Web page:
A History of the County of Hampshire: Volume 4. Originally published by Victoria County History, London, 1911.
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THE HUNDRED OF ODIHAM
containing the parishes of; Bentworth; Dogmersfield; Elvetham; Greywell; Hartley Wintney; Lasham; Liss; Odiham; Rotherwick; Shalden; Sherfield-Upon-Loddon; Weston Patrick; and Winchfield (fn. 1)
At the time of the Domesday Survey the parishes contained in the modern hundred of Odiham were included in the two hundreds of Odiham and Hefedele (Edefele, Efedele). The former comprised Lasham and Shalden and half a hide which had been taken from Preston Candover, (fn. 2) and the latter included Odiham, Winchfield, Elvetham, Dogmersfield, and ' Berchelei.' (fn. 3) For the manors of Bentworth, Greywell, Hartley Wintney, Liss Turney, Rotherwick, Sherfield-upon-Loddon, and Weston Patrick, there are no entries in the Survey, but they were all probably included in the large manor of Odiham. (fn. 4) The manor of Liss Abbas was and remained until 1831 in Meonstoke Hundred. (fn. 5)
The hamlet of Southrope in the parish of Herriard was in the hundred of Odiham, (fn. 6) and so remained till 1831. (fn. 7) Before 1841, however, it was transferred to the hundred of Bermondspit, in which Herriard lies. (fn. 8) Bramshill, a tithing of Eversley, was also in the hundred of Odiham in the 13th century, (fn. 9) but it seems afterwards to have been transferred to Holdshot Hundred, in which Eversley lies. Between 1831 and 1841 it was again transferred to Odiham Hundred, (fn. 10) in which it still remains.
The hundred of Hefedele seems to have become merged in that of Odiham at an early date, and in 1316 Odiham Hundred was apparently of the same extent as in 1831. (fn. 11) Liss Turney in 1831 formed the so-called Out Hundred of Odiham, (fn. 12) and some arrangement of the same nature seems to have prevailed in the 14th, 15th, and 16th centuries, for the hundred of Liss is frequently mentioned, the term being in some cases used to indicate the manor. (fn. 13) It would therefore seem that, owing to the distance of Liss from Odiham, separate hundred courts were held in the tithing of Liss Turney.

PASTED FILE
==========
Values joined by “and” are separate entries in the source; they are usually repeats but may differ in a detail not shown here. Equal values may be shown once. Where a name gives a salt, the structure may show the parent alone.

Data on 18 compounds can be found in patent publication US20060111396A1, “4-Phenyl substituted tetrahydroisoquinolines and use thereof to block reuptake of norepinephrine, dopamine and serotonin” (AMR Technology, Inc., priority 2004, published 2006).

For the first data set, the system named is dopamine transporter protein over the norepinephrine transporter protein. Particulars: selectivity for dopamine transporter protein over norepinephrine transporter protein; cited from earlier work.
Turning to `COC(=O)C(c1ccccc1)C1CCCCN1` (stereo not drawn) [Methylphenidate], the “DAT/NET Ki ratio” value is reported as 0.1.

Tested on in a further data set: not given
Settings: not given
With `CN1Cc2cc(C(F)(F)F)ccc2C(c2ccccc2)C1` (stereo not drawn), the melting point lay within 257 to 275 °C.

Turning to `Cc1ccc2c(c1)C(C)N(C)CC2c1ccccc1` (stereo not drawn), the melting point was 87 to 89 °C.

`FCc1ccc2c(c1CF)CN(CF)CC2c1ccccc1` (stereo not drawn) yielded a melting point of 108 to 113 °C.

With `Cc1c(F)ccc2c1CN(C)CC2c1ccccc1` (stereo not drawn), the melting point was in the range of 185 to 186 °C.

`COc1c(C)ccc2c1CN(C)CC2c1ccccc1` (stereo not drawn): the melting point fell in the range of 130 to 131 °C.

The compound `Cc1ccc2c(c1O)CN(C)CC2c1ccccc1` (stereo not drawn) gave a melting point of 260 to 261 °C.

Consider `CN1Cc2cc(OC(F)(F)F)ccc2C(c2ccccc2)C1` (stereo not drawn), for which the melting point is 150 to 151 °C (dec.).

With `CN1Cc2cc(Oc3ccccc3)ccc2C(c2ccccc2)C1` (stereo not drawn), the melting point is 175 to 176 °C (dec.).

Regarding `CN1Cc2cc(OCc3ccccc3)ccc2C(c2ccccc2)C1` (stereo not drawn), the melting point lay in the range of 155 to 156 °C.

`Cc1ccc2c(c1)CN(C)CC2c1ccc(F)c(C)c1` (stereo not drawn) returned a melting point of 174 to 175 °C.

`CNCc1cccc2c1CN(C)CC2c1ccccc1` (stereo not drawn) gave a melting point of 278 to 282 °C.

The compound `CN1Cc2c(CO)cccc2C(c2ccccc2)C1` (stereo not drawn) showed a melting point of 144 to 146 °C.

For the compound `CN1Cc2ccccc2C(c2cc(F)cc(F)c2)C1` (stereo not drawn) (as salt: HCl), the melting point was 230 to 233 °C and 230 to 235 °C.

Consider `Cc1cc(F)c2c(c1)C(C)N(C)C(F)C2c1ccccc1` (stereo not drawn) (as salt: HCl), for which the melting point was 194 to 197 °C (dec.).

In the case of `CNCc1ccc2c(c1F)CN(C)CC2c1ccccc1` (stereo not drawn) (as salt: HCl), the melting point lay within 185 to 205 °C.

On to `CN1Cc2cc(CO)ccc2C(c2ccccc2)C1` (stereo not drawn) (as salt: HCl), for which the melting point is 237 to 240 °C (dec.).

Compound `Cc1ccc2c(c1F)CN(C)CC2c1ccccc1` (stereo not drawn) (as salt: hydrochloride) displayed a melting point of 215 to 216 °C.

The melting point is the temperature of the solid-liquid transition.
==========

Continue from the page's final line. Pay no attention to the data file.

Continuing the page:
Between 1831 and 1841 various changes were made in the hundred of Odiham. Bentworth, Lasham, and Weston Patrick were transferred to Bermondspit Hundred; Liss Turney, including Liss Abbas, became part of Finchdean Hundred; and Shalden and Sherfield-upon-Loddon were transferred to the hundreds of Alton (Upper Half) and Basingstoke respectively. (fn. 14) Odiham Hundred itself was divided into three parts: the Middle Half, containing Dogmersfield, Greywell, part of Odiham, the tithing of North Warnborough, South Warnborough, (fn. 15) and Winchfield; the Lower Half, containing Elvetham, Bramshill in Eversley, Hartley Wintney, and Rotherwick; and Odiham Town, containing part of Odiham with the tithings of Hillside, Stapely, and Murrell. (fn. 16) The extent of the hundred is the same at the present day as in 1841.
Odiham was a royal hundred, but was granted at various times with the manor. John Fitz Hugh held it by grant of the king in 1217, (fn. 17) and in 1299 it was assigned as dower to Margaret, queen of Edward I. (fn. 18) It was granted in 1440 to John Basket for life, and to Margaret, consort of Henry VI, (fn. 19) in 1454, and in 1466 it formed part of the dower of Elizabeth, consort of Edward IV. (fn. 20) It was leased for fifty years to Chideock Paulet in 1558, and was granted in 1603 to John, Earl of Mar. (fn. 21) From that time its descent is the same as that of the manor of Odiham.